Input Set Configuration

Input sets can be configured either from code, for example from a game state, or through the editor project settings.

The project settings mostly exist for convenience. They allow you to set up a fixed default input scheme, which is useful during development, and doesn’t require custom C++ code. A finished game should allow the player to choose their own key binding, though.

From the Editor

Editor > Project Settings > Input Configuration… opens a dialog to configure the available input actions.

Input Configuration

Using the New Input Set button at the top left, you can add input sets. These typically represent a certain state in your game. For example you may have one set for when the player character is by foot, and another input set for when they are steering a vehicle. Both input sets can use the same keys, but they may represent different actions. Since both states are mutually exclusive in the game, they don’t clash. Each input component takes its input state from one specific input set.

Using the New Action button, you can add an action to the selected input set. Each action represents something that the player can do. You can then select a an input slot that triggers this action. Slots represent keyboard keys, controller buttons, voice commands, head movements and everything else that can be considered ‘input’. The Scale value allows to adjust how strongly a slot activates the action.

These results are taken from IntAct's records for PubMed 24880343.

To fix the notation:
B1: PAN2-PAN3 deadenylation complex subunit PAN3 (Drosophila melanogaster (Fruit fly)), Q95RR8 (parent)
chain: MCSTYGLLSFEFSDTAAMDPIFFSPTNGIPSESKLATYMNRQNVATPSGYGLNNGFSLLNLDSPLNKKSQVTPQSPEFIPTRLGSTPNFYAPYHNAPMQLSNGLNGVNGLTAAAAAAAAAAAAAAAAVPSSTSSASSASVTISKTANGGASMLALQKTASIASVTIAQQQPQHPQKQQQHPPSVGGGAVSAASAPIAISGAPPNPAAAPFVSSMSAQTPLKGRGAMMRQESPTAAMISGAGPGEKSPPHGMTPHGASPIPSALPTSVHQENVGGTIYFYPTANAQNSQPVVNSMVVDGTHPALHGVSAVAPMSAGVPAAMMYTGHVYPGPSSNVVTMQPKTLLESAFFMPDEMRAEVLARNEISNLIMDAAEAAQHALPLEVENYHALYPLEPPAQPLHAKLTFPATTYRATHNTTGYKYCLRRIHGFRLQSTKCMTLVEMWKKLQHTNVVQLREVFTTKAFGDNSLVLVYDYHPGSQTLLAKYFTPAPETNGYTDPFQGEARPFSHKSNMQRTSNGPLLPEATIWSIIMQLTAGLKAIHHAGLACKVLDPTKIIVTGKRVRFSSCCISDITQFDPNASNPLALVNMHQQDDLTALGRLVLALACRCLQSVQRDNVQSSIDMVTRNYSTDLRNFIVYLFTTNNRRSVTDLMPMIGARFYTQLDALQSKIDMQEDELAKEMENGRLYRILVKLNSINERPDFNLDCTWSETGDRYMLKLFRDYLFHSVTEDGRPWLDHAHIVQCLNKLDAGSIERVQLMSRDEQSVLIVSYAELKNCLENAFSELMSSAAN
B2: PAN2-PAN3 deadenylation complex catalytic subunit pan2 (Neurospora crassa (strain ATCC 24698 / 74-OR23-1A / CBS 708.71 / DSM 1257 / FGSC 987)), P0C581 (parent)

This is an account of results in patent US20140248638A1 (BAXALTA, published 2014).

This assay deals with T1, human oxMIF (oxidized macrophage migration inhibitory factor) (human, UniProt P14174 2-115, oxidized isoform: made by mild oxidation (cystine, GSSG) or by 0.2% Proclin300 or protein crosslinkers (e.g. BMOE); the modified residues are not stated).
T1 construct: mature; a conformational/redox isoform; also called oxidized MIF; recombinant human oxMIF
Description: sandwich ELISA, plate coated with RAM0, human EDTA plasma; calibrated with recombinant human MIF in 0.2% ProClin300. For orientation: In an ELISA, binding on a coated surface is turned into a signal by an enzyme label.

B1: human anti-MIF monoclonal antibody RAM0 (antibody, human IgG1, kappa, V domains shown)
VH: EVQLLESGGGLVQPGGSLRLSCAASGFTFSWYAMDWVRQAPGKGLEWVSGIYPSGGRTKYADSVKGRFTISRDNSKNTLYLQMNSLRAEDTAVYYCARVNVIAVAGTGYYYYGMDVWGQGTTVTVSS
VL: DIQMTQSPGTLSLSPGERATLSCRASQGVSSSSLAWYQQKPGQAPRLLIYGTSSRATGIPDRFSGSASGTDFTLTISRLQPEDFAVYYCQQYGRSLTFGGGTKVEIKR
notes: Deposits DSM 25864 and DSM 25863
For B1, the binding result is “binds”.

The Time Scale option specifies whether the [0; 1] value of an action will be taken 1:1 from the input slot, or whether the value will be scaled by the amount of time passed between frames.

As an example, many actions like shoot or jump are purely on/off decisions. For these actions time scaling has no use. However, an action like ‘rotate left/right’ should be something that is smooth and always the same speed, no matter whether the game runs at 30 Hz or at 60 Hz or wildly varies. Thus the value that is given to the game code should be scaled by the time that has passed between frames, such that applying the value to your character or vehicle will still result in a constant, smooth change.

Configuring Available Slots

The input slots that can be chosen in this dialog are listed in files located under Data/Tools/ezEditor/InputSlots. If you want to expose new slots for a custom input device, you can just add a file there. At the moment the available slots are not automatically extracted from the plugins.

From Code

Input actions are registered through ezInputManager::SetInputActionConfig(). The code below shows a game state that uses a helper function to quickly register a couple of actions.

static void RegisterInputAction(const char* szInputSet, const char* szInputAction, const char* szKey1, const char* szKey2 = nullptr, const char* szKey3 = nullptr)
  ezInputActionConfig cfg;
  cfg.m_bApplyTimeScaling = true;
  cfg.m_sInputSlotTrigger[0] = szKey1;
  cfg.m_sInputSlotTrigger[1] = szKey2;
  cfg.m_sInputSlotTrigger[2] = szKey3;

  ezInputManager::SetInputActionConfig(szInputSet, szInputAction, cfg, true);

void SampleGameState::ConfigureInputActions()

  RegisterInputAction("SamplePlugin", "SpawnObject", ezInputSlot_KeyO, ezInputSlot_Controller0_ButtonA, ezInputSlot_MouseButton2);
  RegisterInputAction("SamplePlugin", "DeleteObject", ezInputSlot_KeyP, ezInputSlot_Controller0_ButtonB);

Building a Key Binding UI

To build a UI where the player can select an action and then press a key to bind it to that action, have a look at ezInputManager::GetPressedInputSlot().

ezInputManager::GetAllInputSets() and ezInputManager::GetAllInputActions() enable you to build the UI for all known actions and sets.

For display purposes there are also ezInputManager::GetInputSlotDisplayName() and ezInputManager::GetActionDisplayName().

See Also